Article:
The effects of the Corona crisis have hit Berlin's economy particularly hard in a state comparison. The differences between the service sectors in Berlin are much more pronounced than in other cities and regions. This is shown by an economic analysis by Berlin Savings Bank.According to the study, the pandemic-related increase in unemployment of 1.9 percent in Berlin was "exceptionally drastic." In the first half of 2020, the number of people employed in Berlin fell by around 39,000, with marginally employed workers accounting for half of the decline. The greatest job losses were in the tourism and hospitality sectors.
In the area of business management and organization, there have been redundancies from office and secretarial jobs on the one hand, and new jobs in strategy and business management on the other. Of the transport areas, there have been shifts to logistics and delivery - caused by the upswing in mail order.In contrast, the capital city will record an increase in employment of 1.2 percent in 2020. However, if the self-employed, civil servants and marginally employed are included here, the picture is put into perspective: employment then falls to -0.4 percent, but is still well below the national average of -1.1 percent.In addition, Berlin experienced a relatively small slump in economic output of -3.3 percent. Similar to Brandenburg, the decline in gross domestic product (GDP) in the capital was comparatively moderate.
The analysis distinguishes here between "crisis losers" and "crisis winners," which nowhere have slowed or strengthened the economy more than in Berlin.The authors of the Savings Bank analysis see trade, transport, hospitality as crisis losers, which were mostly hard hit by the restrictions. By February 2021, the employment slump in these sectors in Berlin, at -5.3 percent, was significantly higher than in all other German states. The next highest decline was in Bremen, at -3.4 percent.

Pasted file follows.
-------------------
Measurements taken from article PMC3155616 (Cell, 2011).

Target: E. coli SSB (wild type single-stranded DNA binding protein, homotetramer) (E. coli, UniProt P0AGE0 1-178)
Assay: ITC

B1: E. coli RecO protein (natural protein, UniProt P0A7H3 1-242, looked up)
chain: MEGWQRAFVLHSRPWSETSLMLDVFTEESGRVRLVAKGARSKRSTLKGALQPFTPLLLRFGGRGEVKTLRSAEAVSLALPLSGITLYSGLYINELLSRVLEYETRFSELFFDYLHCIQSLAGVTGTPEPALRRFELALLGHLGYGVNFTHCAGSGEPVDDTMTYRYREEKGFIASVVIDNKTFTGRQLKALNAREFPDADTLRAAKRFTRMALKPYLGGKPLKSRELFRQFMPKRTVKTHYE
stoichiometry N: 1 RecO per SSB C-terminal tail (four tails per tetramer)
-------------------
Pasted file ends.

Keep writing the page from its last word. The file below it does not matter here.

Employment growth in the winning sectors
On the other hand, the crisis winners were able to employ significantly more people in Berlin (+5.1 percent) than in all other German states. These include the information and communications technology sector, financial and insurance service providers, public administration and healthcare, i.e. all those sectors that have come through the pandemic comparatively unscathed.The next highest growth was achieved by the crisis winners in Schleswig-Holstein with 3.2 percent. According to the study, however, not all those affected will benefit from the increase in employment: Of the 30,000 people laid off due to the pandemic, only about half had found a new job by the end of 2020.
The study therefore sees a risk of long-term unemployment in Berlin becoming entrenched once again. Thanks to the crisis winners and stable industry, the study predicts that Berlin's economy will grow by around 3.5 percent in 2021.The authors attribute this discrepancy to the greater economic divide between crisis winners and losers. As a result, only some of Berlin's residents are benefiting from the increase in employment. Florian Seyfert, an economist at Berlin Savings Bank, emphasizes Berlin's role as a strong location for startups, the digital economy and for research and science.But because of the high requirement profiles in these industries, not all job seekers can participate in the development by a long shot. Mostly well-paid, highly qualified and specialized personnel are sought. "Precisely because the hospitality and tourism industries will not return to pre-crisis levels for a long time, it is therefore important to have the right qualification measures in Berlin's labor market." The calculations are based on figures from the Federal Employment Agency and the Federal Statistical Office.